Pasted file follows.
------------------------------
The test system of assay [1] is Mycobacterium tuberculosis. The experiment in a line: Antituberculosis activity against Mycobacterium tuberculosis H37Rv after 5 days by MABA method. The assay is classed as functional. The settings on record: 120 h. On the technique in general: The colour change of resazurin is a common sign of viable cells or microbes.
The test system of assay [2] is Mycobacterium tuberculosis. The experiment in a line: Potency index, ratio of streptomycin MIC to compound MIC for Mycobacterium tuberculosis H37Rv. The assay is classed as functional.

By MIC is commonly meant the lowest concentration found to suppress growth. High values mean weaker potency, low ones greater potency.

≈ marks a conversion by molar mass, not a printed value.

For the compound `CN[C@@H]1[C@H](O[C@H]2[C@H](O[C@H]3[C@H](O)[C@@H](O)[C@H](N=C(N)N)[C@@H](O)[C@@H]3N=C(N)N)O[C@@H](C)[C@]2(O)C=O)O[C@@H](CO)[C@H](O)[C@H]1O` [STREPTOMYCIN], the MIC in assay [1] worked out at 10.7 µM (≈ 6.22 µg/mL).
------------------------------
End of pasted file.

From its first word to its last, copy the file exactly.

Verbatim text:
The test system of assay [1] is Mycobacterium tuberculosis. The experiment in a line: Antituberculosis activity against Mycobacterium tuberculosis H37Rv after 5 days by MABA method. The assay is classed as functional. The settings on record: 120 h. On the technique in general: The colour change of resazurin is a common sign of viable cells or microbes.
The test system of assay [2] is Mycobacterium tuberculosis. The experiment in a line: Potency index, ratio of streptomycin MIC to compound MIC for Mycobacterium tuberculosis H37Rv. The assay is classed as functional.

By MIC is commonly meant the lowest concentration found to suppress growth. High values mean weaker potency, low ones greater potency.

≈ marks a conversion by molar mass, not a printed value.

For the compound `CN[C@@H]1[C@H](O[C@H]2[C@H](O[C@H]3[C@H](O)[C@@H](O)[C@H](N=C(N)N)[C@@H](O)[C@@H]3N=C(N)N)O[C@@H](C)[C@]2(O)C=O)O[C@@H](CO)[C@H](O)[C@H]1O` [STREPTOMYCIN], the MIC in assay [1] worked out at 10.7 µM (≈ 6.22 µg/mL).